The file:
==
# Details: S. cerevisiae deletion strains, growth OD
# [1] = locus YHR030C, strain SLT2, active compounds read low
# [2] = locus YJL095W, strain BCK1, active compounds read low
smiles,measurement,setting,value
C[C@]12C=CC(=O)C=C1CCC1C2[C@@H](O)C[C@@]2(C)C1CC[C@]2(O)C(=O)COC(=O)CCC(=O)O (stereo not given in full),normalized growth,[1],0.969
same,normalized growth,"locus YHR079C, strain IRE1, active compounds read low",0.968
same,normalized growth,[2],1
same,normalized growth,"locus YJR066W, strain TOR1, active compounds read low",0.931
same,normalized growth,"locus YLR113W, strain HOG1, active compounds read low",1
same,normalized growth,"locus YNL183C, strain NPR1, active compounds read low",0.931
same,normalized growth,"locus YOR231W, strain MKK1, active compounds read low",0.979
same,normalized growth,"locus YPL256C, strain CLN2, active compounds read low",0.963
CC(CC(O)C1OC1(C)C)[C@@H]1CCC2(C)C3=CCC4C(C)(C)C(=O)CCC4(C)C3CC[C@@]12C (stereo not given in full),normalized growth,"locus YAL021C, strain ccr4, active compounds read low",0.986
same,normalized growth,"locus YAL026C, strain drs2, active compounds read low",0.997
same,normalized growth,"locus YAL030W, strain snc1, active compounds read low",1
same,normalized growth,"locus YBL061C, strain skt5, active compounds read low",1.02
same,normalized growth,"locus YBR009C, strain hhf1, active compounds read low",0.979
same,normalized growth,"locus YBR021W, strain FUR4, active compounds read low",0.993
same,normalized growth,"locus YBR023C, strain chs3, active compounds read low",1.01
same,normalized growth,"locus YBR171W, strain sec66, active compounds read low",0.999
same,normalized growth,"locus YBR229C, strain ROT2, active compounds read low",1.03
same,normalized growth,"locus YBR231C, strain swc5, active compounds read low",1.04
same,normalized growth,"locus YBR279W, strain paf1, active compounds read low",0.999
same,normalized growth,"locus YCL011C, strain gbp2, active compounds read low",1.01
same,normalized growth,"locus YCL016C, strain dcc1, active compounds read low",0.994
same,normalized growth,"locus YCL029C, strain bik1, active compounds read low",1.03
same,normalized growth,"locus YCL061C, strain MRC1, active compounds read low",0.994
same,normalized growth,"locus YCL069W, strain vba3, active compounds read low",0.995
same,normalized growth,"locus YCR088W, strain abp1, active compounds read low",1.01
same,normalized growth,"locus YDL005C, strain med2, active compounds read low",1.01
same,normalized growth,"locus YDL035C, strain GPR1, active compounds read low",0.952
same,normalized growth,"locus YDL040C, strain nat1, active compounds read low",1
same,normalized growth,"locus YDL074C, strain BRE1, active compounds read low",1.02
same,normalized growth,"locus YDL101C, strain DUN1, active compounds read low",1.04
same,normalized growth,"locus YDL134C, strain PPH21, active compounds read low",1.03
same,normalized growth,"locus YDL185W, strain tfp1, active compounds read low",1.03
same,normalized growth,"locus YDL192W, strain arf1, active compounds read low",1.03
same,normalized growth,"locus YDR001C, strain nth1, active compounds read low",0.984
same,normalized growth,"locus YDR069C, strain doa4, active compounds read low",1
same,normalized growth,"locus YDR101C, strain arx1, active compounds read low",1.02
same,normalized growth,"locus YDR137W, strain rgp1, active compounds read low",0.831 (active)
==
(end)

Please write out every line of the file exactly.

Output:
# Details: S. cerevisiae deletion strains, growth OD
# [1] = locus YHR030C, strain SLT2, active compounds read low
# [2] = locus YJL095W, strain BCK1, active compounds read low
smiles,measurement,setting,value
C[C@]12C=CC(=O)C=C1CCC1C2[C@@H](O)C[C@@]2(C)C1CC[C@]2(O)C(=O)COC(=O)CCC(=O)O (stereo not given in full),normalized growth,[1],0.969
same,normalized growth,"locus YHR079C, strain IRE1, active compounds read low",0.968
same,normalized growth,[2],1
same,normalized growth,"locus YJR066W, strain TOR1, active compounds read low",0.931
same,normalized growth,"locus YLR113W, strain HOG1, active compounds read low",1
same,normalized growth,"locus YNL183C, strain NPR1, active compounds read low",0.931
same,normalized growth,"locus YOR231W, strain MKK1, active compounds read low",0.979
same,normalized growth,"locus YPL256C, strain CLN2, active compounds read low",0.963
CC(CC(O)C1OC1(C)C)[C@@H]1CCC2(C)C3=CCC4C(C)(C)C(=O)CCC4(C)C3CC[C@@]12C (stereo not given in full),normalized growth,"locus YAL021C, strain ccr4, active compounds read low",0.986
same,normalized growth,"locus YAL026C, strain drs2, active compounds read low",0.997
same,normalized growth,"locus YAL030W, strain snc1, active compounds read low",1
same,normalized growth,"locus YBL061C, strain skt5, active compounds read low",1.02
same,normalized growth,"locus YBR009C, strain hhf1, active compounds read low",0.979
same,normalized growth,"locus YBR021W, strain FUR4, active compounds read low",0.993
same,normalized growth,"locus YBR023C, strain chs3, active compounds read low",1.01
same,normalized growth,"locus YBR171W, strain sec66, active compounds read low",0.999
same,normalized growth,"locus YBR229C, strain ROT2, active compounds read low",1.03
same,normalized growth,"locus YBR231C, strain swc5, active compounds read low",1.04
same,normalized growth,"locus YBR279W, strain paf1, active compounds read low",0.999
same,normalized growth,"locus YCL011C, strain gbp2, active compounds read low",1.01
same,normalized growth,"locus YCL016C, strain dcc1, active compounds read low",0.994
same,normalized growth,"locus YCL029C, strain bik1, active compounds read low",1.03
same,normalized growth,"locus YCL061C, strain MRC1, active compounds read low",0.994
same,normalized growth,"locus YCL069W, strain vba3, active compounds read low",0.995
same,normalized growth,"locus YCR088W, strain abp1, active compounds read low",1.01
same,normalized growth,"locus YDL005C, strain med2, active compounds read low",1.01
same,normalized growth,"locus YDL035C, strain GPR1, active compounds read low",0.952
same,normalized growth,"locus YDL040C, strain nat1, active compounds read low",1
same,normalized growth,"locus YDL074C, strain BRE1, active compounds read low",1.02
same,normalized growth,"locus YDL101C, strain DUN1, active compounds read low",1.04
same,normalized growth,"locus YDL134C, strain PPH21, active compounds read low",1.03
same,normalized growth,"locus YDL185W, strain tfp1, active compounds read low",1.03
same,normalized growth,"locus YDL192W, strain arf1, active compounds read low",1.03
same,normalized growth,"locus YDR001C, strain nth1, active compounds read low",0.984
same,normalized growth,"locus YDR069C, strain doa4, active compounds read low",1
same,normalized growth,"locus YDR101C, strain arx1, active compounds read low",1.02
same,normalized growth,"locus YDR137W, strain rgp1, active compounds read low",0.831 (active)